Retail Shakeout Could Spell Growth26 Jan, 2009 By: Thomas K. Arnold
The worsening economy continues to make headlines, even as much of the nation basks in a sense of optimism and hope as our country’s first black president takes office. Barack Obama will likely enjoy an extremely short honeymoon, however, as the euphoria surrounding his inauguration has a lot more to do with his promise of change than with the color of his skin.
Presidents don’t really have much of an effect on the economy, but if the economy happens to tank while one party is in power, watch out. And the pickle facing the Obama administration is that it will be expected to fix something over which it really doesn’t have much control.
So in the coming weeks, in the coming months, expect to see more expensive Band-Aid fixes, while the economy slowly but surely fixes itself. In the meantime there’s bound to be more fallout, with a growing number of analysts predicting that the bank failures of 2008 will be followed by a dramatic retail shakeout in 2009.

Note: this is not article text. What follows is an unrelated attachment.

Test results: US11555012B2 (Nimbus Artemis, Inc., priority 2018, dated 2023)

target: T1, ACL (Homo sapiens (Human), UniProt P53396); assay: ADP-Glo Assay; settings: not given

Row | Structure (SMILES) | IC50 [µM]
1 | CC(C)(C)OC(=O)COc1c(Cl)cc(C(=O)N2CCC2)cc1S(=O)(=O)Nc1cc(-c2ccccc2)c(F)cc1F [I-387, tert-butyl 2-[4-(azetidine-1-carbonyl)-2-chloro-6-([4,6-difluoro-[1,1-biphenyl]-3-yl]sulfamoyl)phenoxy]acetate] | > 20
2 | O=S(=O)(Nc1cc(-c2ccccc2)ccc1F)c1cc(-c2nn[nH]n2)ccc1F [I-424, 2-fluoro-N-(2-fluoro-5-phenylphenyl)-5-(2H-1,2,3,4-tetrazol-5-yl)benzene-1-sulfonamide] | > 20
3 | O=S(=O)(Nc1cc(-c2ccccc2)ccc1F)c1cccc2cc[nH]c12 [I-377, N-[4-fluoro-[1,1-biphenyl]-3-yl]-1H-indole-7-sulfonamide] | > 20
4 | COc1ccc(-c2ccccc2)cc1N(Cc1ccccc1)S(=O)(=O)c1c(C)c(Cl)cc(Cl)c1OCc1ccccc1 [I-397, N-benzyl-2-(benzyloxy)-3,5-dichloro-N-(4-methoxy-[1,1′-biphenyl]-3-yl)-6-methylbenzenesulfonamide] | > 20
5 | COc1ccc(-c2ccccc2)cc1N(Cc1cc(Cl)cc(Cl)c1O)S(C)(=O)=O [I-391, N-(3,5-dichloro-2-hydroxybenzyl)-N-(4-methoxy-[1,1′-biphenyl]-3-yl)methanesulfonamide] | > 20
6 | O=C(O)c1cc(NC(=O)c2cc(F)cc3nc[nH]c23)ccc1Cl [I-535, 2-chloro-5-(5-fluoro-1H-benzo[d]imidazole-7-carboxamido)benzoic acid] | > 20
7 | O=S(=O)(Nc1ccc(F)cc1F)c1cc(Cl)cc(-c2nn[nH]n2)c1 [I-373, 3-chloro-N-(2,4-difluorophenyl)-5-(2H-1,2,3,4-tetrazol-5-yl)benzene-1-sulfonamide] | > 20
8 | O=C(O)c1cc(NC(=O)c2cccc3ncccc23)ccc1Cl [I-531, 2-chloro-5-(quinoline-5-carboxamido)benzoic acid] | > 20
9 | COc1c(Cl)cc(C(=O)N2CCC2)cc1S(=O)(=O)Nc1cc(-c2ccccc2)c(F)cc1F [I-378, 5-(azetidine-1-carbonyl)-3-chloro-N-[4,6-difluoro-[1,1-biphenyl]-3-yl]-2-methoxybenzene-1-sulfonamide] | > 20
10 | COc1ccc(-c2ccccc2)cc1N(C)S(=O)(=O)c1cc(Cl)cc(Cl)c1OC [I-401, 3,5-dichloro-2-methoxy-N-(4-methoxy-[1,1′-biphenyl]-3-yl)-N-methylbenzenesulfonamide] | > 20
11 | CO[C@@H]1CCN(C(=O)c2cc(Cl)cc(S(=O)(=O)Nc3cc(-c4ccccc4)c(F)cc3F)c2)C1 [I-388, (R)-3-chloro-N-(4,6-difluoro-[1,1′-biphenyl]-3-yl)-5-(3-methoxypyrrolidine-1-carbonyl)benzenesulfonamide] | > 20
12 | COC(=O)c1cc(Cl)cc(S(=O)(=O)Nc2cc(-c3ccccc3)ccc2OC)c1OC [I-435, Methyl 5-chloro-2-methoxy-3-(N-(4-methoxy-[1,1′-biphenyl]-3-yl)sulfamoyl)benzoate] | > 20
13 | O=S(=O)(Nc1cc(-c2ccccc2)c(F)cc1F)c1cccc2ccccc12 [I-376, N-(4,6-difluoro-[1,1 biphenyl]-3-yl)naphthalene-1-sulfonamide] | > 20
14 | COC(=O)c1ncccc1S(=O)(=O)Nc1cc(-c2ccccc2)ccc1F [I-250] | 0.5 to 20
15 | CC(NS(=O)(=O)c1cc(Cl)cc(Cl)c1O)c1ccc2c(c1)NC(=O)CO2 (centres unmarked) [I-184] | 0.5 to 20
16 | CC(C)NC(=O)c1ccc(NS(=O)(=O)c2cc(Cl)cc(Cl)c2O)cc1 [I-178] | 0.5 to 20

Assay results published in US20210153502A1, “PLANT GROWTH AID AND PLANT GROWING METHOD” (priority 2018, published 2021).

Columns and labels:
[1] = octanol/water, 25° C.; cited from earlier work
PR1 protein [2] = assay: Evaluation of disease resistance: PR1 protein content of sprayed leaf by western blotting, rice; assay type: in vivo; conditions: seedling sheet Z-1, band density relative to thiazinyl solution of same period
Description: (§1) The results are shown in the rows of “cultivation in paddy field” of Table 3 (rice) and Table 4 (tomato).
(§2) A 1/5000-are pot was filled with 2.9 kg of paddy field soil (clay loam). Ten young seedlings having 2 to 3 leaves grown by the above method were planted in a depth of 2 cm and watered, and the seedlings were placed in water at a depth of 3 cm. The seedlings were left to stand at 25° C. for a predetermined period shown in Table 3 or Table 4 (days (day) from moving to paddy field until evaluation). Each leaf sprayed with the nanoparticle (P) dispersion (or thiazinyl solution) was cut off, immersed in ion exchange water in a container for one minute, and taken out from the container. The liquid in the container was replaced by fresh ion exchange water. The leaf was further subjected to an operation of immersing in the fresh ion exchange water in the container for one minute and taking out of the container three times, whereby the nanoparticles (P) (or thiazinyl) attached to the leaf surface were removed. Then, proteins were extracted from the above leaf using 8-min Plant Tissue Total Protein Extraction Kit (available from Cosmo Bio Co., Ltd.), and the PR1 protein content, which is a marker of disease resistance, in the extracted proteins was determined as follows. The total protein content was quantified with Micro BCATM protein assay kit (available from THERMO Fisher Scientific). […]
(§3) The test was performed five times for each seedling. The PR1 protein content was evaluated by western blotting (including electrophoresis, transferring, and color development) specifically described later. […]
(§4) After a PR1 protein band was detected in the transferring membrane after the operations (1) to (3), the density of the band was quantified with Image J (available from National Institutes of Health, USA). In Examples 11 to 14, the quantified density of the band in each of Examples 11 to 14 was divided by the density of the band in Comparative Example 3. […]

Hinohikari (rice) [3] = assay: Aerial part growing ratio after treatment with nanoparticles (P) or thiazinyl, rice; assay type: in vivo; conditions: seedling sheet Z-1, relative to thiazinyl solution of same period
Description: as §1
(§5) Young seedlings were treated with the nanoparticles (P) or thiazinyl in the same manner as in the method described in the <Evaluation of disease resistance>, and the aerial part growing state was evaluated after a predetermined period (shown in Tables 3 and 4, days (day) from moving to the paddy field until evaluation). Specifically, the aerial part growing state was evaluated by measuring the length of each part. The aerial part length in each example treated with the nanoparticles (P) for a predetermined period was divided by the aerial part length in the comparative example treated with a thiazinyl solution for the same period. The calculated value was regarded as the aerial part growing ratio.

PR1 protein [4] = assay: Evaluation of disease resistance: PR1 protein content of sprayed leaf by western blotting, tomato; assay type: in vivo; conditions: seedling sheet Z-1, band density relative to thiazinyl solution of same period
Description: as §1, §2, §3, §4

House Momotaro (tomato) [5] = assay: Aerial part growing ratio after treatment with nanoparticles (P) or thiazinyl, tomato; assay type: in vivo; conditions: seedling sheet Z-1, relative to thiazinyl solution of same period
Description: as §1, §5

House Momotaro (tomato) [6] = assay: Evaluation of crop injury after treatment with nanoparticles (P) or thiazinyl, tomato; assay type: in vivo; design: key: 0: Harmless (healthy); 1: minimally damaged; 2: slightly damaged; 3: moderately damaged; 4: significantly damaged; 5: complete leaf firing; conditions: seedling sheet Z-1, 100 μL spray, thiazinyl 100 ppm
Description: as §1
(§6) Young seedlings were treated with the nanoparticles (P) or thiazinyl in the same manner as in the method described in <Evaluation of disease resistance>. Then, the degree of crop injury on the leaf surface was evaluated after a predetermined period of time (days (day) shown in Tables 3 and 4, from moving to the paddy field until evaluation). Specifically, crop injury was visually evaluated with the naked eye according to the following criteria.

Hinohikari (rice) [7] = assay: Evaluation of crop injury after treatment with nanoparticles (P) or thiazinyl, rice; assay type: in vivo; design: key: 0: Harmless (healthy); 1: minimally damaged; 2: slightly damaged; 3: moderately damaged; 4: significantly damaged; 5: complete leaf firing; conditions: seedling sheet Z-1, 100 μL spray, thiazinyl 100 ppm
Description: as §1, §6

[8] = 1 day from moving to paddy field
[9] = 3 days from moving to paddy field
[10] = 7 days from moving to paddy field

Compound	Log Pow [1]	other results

These predictions are based on the presumption that we are overstored. In virtually every retail category, we have not one but two market leaders, each with histories of aggressive growth and a yen for building stores right next to the competition. Do we really need Lowe’s and Home Depot, Staples and Office Depot, Best Buy and Circuit City, Barnes & Noble and Borders, Toys ‘R’ Us and KB Toys or Bed, Bath & Beyond and Linens ‘n’ Things?
Clearly we don’t. In at least three of these competitive scenarios, the weaker chain is going, or has already gone, out of business. And analysts warn as many as 200,000 storefronts could vanish in 2009. As St. Joseph’s University marketing professor Scott Testa told The Associated Press, “I think 2009 is going to be a bloodbath.”
For the home entertainment business, the effects will likely be minimal. The rental business appears to be holding its own, while the biggest sellers of DVD and Blu-ray Disc software — Wal-Mart, Best Buy, and Target Stores — seem to be weathering the retail meltdown quite well.
It should be noted that during our own industry’s shakeout, back in the early 1990s, the number of rental stores slid drastically, and yet spending on home video held steady as Blockbuster and other chains, with their bigger and ostensibly better stores, gobbled up independents’ market share.
Ultimately, fewer storefronts did the same amount of business, and then paved the way for future growth.
Here’s hoping history repeats itself.